While Stephen Chow’s Journey to the West: Conquering the Demons, is probably on the way to creating another box office record in the history of Chinese cinema, his hopes for Journey to the West aren’t confined to the silver screen.
ChinaVision Media Group Ltd, one of the blockbuster’s investors, announced on Tuesday that its wholly owned subsidiary West Gold has entered into an agreement with the city government of Tongxiang in Zhejiang province to cooperate on the establishment of a Journey to the West Film Art Center project.
The government of Tongxiang will make available approximately 70 hectares in Wuzhen for the project. The planned area consists of a parcel of land with an area of 46 hectares, which is for sale, and another parcel of 24 hectares, which is for lease, according to the agreement.
If West Gold completes the acquisition of the land use rights and leasehold interest, it will develop the area by establishing a joint venture, in which it will hold 75 percent of equity interest, while Stephen Chow holds the remaining 25 percent, according to the Film Art Center Framework Agreement, which was signed in October 2012.
It is expected that the cooperative agreement will be signed within the next few days. As planned, the movie-themed project will feature cultural tourism, entertainment and technology.
The project is scheduled to be launched at the end of this year, and is due to be completed in 2015.
However, actor-director Chow is not the first to have plans to develop movie-themed parks on the Chinese mainland. Huayi Brothers Media Group Co Ltd, one of the leading private film production companies in China, expanded into the field in 2011.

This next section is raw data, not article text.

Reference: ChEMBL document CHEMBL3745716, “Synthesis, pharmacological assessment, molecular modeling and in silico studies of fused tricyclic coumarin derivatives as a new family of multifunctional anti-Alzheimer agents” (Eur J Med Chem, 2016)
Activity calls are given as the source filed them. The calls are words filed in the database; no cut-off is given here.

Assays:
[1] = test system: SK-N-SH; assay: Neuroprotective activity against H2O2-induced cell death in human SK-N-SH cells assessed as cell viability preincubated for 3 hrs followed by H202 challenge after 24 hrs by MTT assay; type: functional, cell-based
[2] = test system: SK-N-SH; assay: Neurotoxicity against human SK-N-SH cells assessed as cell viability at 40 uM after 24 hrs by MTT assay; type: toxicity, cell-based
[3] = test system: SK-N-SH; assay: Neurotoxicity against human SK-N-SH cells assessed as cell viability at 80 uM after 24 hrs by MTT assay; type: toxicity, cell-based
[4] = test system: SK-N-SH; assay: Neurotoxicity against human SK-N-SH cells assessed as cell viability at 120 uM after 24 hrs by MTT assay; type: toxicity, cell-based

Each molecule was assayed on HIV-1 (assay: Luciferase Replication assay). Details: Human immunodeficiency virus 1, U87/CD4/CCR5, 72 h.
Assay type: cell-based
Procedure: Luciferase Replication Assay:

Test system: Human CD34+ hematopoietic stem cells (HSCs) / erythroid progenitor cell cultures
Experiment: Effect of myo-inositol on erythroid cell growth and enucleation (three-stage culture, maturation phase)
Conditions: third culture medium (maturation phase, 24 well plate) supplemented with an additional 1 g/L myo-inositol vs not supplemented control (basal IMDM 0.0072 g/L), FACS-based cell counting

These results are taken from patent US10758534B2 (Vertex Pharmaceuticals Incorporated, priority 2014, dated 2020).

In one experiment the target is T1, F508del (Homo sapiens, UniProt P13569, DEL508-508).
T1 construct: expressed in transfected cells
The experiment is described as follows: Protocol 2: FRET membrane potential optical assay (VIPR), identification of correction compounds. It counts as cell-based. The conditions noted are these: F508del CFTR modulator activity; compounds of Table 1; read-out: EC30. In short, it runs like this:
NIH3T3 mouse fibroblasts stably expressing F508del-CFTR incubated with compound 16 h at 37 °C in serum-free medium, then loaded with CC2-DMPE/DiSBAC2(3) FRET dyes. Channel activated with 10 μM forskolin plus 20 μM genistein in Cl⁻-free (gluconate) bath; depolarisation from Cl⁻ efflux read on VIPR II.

The listed film company signed an agreement in February with the Shanghai Jiading Industrial Zone to build a cultural complex in the area. The project will be primarily used as a film production base, such as Zhejiang Hengdian World Studios.
The latest move by the entertainment conglomerate came in May 2012, when it announced its co-investment in a movie-themed commercial zone in Haikou, Hainan province. In this commercial zone, there will be streets and blocks that imitate the cinematic scenes of Huayi Brothers’ film productions.
The zone, covering nearly 1 square kilometer and featuring scenes from classic movies made by the company’s top director Feng Xiaogang, as well as restaurants, stores, cinemas and hotels, was named after the director and also marks the company’s first move into commercial real estate.
Haikou is not a stand-alone project. Huayi Brothers is planning to spend four to five years building another movie-themed park in Suzhou, Jiangsu province, even though the coming Disney resort will be just a two-hour drive away.
However, although the number of theme parks may have grown in China in recent years, few of them are making money.
Zhao Huanyan, a senior researcher at the Tourism Research Institute under the Shanghai Academy of Social Sciences, said that a total of 150 billion yuan has been invested in more than 2,500 theme parks in China, and 70 percent of them are in deficit, 20 percent are breaking even, and only the remaining 10 percent are making profits.
Creativity and market positioning are the most important elements in successfully running a theme park, and for movie-themed parks, professional support facilities, diverse scenes and competitive pricing are also crucial, added Yang Yanfeng, an associate professor of the China Tourism Academy.
"Blind investment is the biggest reason for the widespread losses. The first investment boom in theme parks took place in the 1990s, while the third boom is currently under way," Yang said.
SOURCE: China Daily
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